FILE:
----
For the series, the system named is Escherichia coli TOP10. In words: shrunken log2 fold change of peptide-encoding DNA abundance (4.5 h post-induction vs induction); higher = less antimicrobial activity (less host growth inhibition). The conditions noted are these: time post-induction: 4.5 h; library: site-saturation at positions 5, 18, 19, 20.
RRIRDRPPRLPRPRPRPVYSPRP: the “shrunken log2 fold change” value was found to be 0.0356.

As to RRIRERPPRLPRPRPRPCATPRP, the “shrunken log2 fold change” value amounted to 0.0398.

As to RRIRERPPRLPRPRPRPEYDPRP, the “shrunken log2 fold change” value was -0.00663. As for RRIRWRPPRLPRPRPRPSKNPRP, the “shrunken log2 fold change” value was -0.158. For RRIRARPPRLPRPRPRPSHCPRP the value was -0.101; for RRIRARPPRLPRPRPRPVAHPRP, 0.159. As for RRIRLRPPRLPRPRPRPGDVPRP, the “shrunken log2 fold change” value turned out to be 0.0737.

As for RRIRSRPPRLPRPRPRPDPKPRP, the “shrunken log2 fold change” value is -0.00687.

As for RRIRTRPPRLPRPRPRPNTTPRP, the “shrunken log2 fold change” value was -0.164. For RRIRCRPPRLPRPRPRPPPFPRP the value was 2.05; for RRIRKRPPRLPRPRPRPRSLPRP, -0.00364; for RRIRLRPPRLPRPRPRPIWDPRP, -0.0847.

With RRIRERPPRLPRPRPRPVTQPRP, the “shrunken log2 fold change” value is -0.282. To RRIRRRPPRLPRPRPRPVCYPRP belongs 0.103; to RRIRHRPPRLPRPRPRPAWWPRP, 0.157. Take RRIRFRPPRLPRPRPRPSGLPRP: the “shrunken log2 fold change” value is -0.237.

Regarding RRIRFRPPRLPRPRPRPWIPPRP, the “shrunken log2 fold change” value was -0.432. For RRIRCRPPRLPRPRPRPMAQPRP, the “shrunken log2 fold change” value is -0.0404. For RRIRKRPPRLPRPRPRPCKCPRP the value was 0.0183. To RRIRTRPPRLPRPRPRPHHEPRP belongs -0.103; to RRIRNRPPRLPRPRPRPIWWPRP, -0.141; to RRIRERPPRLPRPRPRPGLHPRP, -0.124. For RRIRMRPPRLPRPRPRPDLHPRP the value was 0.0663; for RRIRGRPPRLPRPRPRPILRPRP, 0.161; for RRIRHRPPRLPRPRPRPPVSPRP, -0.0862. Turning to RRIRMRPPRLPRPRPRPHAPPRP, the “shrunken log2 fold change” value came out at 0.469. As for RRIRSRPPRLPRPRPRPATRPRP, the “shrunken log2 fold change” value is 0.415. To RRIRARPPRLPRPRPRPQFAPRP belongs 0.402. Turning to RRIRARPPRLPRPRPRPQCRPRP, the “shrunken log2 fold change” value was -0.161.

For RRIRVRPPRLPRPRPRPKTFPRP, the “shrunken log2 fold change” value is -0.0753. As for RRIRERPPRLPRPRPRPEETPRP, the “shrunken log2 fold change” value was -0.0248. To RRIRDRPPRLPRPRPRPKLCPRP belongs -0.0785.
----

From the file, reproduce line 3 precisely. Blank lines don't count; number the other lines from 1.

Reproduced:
As to RRIRERPPRLPRPRPRPCATPRP, the “shrunken log2 fold change” value amounted to 0.0398.